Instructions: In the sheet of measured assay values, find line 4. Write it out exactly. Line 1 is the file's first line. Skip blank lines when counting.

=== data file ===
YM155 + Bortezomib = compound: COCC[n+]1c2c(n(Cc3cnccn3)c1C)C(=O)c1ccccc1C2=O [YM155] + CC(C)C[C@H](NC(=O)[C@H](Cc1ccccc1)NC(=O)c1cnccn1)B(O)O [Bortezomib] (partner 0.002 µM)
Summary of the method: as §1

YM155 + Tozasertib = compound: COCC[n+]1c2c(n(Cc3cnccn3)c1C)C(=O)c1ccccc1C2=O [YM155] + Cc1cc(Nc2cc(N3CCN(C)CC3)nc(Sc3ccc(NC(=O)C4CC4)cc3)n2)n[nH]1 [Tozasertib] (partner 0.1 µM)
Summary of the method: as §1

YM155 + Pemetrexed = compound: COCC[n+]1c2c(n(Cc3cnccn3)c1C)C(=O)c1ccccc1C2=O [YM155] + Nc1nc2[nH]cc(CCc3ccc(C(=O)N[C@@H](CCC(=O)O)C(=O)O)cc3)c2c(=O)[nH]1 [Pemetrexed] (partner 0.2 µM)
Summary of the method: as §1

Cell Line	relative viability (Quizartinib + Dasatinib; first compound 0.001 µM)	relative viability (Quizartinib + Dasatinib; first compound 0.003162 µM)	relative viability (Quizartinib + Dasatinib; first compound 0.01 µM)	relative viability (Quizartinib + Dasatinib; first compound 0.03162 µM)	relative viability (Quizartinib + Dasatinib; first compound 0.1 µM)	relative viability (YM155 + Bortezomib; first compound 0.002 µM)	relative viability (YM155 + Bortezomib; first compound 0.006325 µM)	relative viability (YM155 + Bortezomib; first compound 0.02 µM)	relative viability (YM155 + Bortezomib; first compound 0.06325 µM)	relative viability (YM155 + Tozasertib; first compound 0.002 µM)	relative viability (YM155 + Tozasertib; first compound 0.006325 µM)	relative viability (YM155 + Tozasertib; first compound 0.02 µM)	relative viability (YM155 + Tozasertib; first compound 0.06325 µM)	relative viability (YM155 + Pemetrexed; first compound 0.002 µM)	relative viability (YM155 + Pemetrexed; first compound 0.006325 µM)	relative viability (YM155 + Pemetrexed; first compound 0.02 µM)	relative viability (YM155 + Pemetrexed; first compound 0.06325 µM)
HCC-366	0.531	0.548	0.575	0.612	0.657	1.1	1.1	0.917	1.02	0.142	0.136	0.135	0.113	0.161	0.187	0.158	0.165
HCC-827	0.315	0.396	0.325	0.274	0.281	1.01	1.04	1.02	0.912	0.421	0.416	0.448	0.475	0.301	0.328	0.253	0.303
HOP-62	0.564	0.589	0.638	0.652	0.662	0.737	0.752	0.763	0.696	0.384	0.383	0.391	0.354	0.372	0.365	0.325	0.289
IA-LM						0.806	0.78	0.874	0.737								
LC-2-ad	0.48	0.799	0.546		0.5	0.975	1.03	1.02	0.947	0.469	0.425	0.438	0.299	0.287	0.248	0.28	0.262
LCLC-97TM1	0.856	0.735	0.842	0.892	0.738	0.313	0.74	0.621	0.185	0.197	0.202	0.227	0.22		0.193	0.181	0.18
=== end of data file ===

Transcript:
Summary of the method: as §1